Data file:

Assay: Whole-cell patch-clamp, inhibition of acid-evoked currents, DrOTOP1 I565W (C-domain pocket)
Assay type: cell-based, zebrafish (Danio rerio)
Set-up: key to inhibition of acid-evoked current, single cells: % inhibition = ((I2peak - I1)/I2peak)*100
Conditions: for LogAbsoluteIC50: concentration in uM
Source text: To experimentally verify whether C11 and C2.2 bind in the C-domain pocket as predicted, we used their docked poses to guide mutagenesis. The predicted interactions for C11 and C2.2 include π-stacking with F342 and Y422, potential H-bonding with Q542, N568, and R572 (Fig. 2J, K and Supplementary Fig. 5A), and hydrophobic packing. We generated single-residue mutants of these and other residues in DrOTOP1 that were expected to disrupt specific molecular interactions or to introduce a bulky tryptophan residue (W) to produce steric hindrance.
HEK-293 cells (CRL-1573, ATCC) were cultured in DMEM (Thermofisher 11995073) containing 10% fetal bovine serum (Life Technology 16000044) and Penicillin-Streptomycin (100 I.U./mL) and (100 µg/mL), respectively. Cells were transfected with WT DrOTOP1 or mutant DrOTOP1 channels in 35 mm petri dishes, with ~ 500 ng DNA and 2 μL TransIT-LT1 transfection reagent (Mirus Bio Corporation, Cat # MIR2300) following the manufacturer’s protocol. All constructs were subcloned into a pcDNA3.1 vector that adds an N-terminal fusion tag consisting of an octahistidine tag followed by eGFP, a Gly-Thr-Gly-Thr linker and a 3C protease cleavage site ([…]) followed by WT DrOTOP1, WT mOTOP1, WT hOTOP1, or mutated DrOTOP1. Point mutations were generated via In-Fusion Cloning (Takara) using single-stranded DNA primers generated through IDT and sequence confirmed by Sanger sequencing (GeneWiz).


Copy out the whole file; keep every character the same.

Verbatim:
Assay: Whole-cell patch-clamp, inhibition of acid-evoked currents, DrOTOP1 I565W (C-domain pocket)
Assay type: cell-based, zebrafish (Danio rerio)
Set-up: key to inhibition of acid-evoked current, single cells: % inhibition = ((I2peak - I1)/I2peak)*100
Conditions: for LogAbsoluteIC50: concentration in uM
Source text: To experimentally verify whether C11 and C2.2 bind in the C-domain pocket as predicted, we used their docked poses to guide mutagenesis. The predicted interactions for C11 and C2.2 include π-stacking with F342 and Y422, potential H-bonding with Q542, N568, and R572 (Fig. 2J, K and Supplementary Fig. 5A), and hydrophobic packing. We generated single-residue mutants of these and other residues in DrOTOP1 that were expected to disrupt specific molecular interactions or to introduce a bulky tryptophan residue (W) to produce steric hindrance.
HEK-293 cells (CRL-1573, ATCC) were cultured in DMEM (Thermofisher 11995073) containing 10% fetal bovine serum (Life Technology 16000044) and Penicillin-Streptomycin (100 I.U./mL) and (100 µg/mL), respectively. Cells were transfected with WT DrOTOP1 or mutant DrOTOP1 channels in 35 mm petri dishes, with ~ 500 ng DNA and 2 μL TransIT-LT1 transfection reagent (Mirus Bio Corporation, Cat # MIR2300) following the manufacturer’s protocol. All constructs were subcloned into a pcDNA3.1 vector that adds an N-terminal fusion tag consisting of an octahistidine tag followed by eGFP, a Gly-Thr-Gly-Thr linker and a 3C protease cleavage site ([…]) followed by WT DrOTOP1, WT mOTOP1, WT hOTOP1, or mutated DrOTOP1. Point mutations were generated via In-Fusion Cloning (Takara) using single-stranded DNA primers generated through IDT and sequence confirmed by Sanger sequencing (GeneWiz).